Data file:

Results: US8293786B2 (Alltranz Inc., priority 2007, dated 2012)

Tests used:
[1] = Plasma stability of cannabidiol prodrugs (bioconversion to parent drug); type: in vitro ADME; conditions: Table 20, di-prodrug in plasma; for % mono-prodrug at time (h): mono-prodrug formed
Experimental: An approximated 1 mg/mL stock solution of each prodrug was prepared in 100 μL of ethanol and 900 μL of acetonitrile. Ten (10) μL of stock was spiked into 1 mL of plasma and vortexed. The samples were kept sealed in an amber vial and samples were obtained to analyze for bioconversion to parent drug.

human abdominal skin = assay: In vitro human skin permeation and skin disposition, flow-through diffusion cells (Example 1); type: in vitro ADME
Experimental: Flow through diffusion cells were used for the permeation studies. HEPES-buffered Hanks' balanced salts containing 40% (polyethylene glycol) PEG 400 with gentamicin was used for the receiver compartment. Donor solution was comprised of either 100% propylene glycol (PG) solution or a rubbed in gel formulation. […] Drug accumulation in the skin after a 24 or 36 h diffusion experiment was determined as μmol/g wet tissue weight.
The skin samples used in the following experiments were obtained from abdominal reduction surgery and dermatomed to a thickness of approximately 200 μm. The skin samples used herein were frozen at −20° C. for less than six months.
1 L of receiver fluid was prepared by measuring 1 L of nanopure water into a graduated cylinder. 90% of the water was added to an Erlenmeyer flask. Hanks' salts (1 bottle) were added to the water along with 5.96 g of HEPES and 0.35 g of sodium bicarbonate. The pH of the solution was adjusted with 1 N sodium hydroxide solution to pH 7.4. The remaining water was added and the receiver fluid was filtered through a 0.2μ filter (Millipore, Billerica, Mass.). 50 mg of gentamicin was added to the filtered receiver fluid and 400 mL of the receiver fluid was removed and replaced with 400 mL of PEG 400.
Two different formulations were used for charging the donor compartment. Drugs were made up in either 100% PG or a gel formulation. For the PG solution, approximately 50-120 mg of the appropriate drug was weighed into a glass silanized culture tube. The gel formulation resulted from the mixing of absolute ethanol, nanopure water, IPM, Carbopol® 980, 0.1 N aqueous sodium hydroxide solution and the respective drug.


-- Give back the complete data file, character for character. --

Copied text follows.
Results: US8293786B2 (Alltranz Inc., priority 2007, dated 2012)

Tests used:
[1] = Plasma stability of cannabidiol prodrugs (bioconversion to parent drug); type: in vitro ADME; conditions: Table 20, di-prodrug in plasma; for % mono-prodrug at time (h): mono-prodrug formed
Experimental: An approximated 1 mg/mL stock solution of each prodrug was prepared in 100 μL of ethanol and 900 μL of acetonitrile. Ten (10) μL of stock was spiked into 1 mL of plasma and vortexed. The samples were kept sealed in an amber vial and samples were obtained to analyze for bioconversion to parent drug.

human abdominal skin = assay: In vitro human skin permeation and skin disposition, flow-through diffusion cells (Example 1); type: in vitro ADME
Experimental: Flow through diffusion cells were used for the permeation studies. HEPES-buffered Hanks' balanced salts containing 40% (polyethylene glycol) PEG 400 with gentamicin was used for the receiver compartment. Donor solution was comprised of either 100% propylene glycol (PG) solution or a rubbed in gel formulation. […] Drug accumulation in the skin after a 24 or 36 h diffusion experiment was determined as μmol/g wet tissue weight.
The skin samples used in the following experiments were obtained from abdominal reduction surgery and dermatomed to a thickness of approximately 200 μm. The skin samples used herein were frozen at −20° C. for less than six months.
1 L of receiver fluid was prepared by measuring 1 L of nanopure water into a graduated cylinder. 90% of the water was added to an Erlenmeyer flask. Hanks' salts (1 bottle) were added to the water along with 5.96 g of HEPES and 0.35 g of sodium bicarbonate. The pH of the solution was adjusted with 1 N sodium hydroxide solution to pH 7.4. The remaining water was added and the receiver fluid was filtered through a 0.2μ filter (Millipore, Billerica, Mass.). 50 mg of gentamicin was added to the filtered receiver fluid and 400 mL of the receiver fluid was removed and replaced with 400 mL of PEG 400.
Two different formulations were used for charging the donor compartment. Drugs were made up in either 100% PG or a gel formulation. For the PG solution, approximately 50-120 mg of the appropriate drug was weighed into a glass silanized culture tube. The gel formulation resulted from the mixing of absolute ethanol, nanopure water, IPM, Carbopol® 980, 0.1 N aqueous sodium hydroxide solution and the respective drug.